Jesus went on with his disciples to the villages of Caesarea Philippi; and on the way he asked his disciples, ‘Who do people say that I am?’ And they answered him, ‘John the Baptist; and others, Elijah; and still others, one of the prophets.’ He asked them, ‘But who do you say that I am?’ Peter answered him, ‘You are the Messiah.’ And he sternly ordered them not to tell anyone about him. Then he began to teach them that the Son of Man must undergo great suffering, and be rejected by the elders, the chief priests, and the scribes, and be killed, and after three days rise again. He said all this quite openly. And Peter took him aside and began to rebuke him. But turning and looking at his disciples, he rebuked Peter and said, ‘Get behind me, Satan! For you are setting your mind not on divine things but on human things.’
Caesarea Philippi (not to be confused with the other Caesarea on the Mediterranean coast) is in the north-east part of Israel called the Golan Heights, in the foothills of Mount Hermon, near the site of the ancient city of Dan. Caesarea Philippi was built on a massive wall of rock, more than 100 feet high and about 500 feet wide. The inhabitants were mostly non-Jewish, and the area was scattered with temples of the ancient Syrian worship of Baal. Nearby was the reputed birthplace of the great god Pan, the god of nature. (It would be called Panias, after Pan, but today it is called Banias, because the letter ‘p’ is absent from Arabic.) The English word ‘panic’ comes from Pan, who was reputed to be expert at causing it. There was also in Caesarea Philippi a newer variety of paganism: a temple in white marble to the godhead of Caesar.
It was against this pagan background that Jesus asks the question, “Who do people say I am?” And then the much more difficult question, “Who do you say I am?” That was Peter’s moment. His profession of faith echoes down the centuries, all the more loudly for the pagan background of its first utterance, “You are the Christ, the Son of the living God.” Compared to the massive rock on which Caesarea Philippi was built, Peter, ‘the Rock’, was very fragile. One moment he was walking on air after Jesus praised his insight (but that was in another gospel account – Mt 16:17). And next moment he was dashed to the ground: “Get behind me, Satan!” Peter was like anything but a rock. But what’s a rock? It is a large stone. A disciple has no business being like a stone. I suspect that Peter’s nickname ‘Rock’ was a joke on Jesus’ part. I knew a man of vast bulk whose nickname was ‘Tiny’. Peter was shaky, anything but rock-like. It is easier to relate to such a person than to a rock. And Jesus had no problem with that: Peter remained his chief disciple.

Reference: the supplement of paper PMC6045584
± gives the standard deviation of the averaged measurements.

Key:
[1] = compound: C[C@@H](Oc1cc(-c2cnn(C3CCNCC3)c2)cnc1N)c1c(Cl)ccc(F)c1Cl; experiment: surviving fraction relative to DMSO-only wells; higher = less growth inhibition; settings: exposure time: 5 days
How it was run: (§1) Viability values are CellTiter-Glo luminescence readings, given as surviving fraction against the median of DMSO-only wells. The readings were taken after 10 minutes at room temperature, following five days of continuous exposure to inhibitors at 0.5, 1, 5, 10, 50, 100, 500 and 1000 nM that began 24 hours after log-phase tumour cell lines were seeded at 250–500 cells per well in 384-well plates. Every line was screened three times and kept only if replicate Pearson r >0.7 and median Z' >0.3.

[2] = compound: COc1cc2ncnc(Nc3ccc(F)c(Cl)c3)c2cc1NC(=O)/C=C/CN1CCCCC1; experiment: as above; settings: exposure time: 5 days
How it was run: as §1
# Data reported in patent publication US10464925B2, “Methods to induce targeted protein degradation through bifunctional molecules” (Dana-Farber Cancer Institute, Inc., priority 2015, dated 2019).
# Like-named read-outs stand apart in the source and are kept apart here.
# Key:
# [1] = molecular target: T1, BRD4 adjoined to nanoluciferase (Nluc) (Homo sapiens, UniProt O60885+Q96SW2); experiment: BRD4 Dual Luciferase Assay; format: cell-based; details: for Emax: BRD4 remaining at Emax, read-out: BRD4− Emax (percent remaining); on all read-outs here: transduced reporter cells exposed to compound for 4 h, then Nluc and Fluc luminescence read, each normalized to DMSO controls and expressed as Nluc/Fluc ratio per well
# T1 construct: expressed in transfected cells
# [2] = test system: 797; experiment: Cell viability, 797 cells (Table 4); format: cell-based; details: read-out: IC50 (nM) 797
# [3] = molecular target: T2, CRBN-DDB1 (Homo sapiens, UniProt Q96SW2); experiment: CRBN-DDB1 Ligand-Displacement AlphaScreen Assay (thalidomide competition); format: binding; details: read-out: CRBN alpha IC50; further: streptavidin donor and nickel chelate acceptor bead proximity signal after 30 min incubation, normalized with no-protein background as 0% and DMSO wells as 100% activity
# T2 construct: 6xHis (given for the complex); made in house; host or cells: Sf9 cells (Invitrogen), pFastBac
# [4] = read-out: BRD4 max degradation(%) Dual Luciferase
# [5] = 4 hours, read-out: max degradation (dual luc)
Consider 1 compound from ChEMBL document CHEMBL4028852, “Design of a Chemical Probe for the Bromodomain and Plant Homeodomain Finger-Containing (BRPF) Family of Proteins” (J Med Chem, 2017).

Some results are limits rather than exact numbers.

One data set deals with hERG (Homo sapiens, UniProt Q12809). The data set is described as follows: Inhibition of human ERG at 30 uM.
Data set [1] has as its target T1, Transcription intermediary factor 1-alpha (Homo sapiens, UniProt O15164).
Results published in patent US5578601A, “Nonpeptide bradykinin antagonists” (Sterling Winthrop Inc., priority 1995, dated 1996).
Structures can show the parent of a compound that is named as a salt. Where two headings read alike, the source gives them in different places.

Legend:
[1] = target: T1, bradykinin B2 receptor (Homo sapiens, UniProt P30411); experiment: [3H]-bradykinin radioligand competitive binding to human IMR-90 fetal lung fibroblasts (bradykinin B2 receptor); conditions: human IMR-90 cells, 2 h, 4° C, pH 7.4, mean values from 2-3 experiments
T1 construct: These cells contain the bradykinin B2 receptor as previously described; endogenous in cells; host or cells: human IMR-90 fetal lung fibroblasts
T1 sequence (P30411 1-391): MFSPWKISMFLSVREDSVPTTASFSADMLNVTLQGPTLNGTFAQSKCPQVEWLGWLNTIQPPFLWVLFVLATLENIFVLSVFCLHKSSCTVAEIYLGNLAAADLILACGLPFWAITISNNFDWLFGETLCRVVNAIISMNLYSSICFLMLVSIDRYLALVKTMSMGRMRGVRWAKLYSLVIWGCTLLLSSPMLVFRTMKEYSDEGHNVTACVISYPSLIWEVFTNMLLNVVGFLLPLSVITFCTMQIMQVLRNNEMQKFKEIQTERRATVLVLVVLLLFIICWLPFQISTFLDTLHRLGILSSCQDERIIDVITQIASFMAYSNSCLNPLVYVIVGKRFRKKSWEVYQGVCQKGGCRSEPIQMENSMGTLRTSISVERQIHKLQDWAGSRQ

Why did Jesus ask, "Who do people say I am? Who do you say I am?” Was he unsure of his own identity? It would appear that what he really wanted to know was why they were with him. People had projected false identities onto him from the beginning, attempting to squeeze him into the roles of village boy, king, a predictable kind of messiah.... He wanted to know if they were following him or just their own idea of him.
No doubt it is a question for us too. If we project anything whatsoever onto Jesus we don’t know him; he becomes a screen for our projections, and we see only ourselves. Our own self-made identities fit us because they are made to fit; our lies are never against us, always for us. Each individual, each group, each country, each religion, has its own lies; and these fit us like a glove. But we needn’t expect the truth to fit us. Our lies are comfortable, but we should expect the truth to be very uncomfortable. Perhaps that's why he spoke immediately about suffering and rejection.
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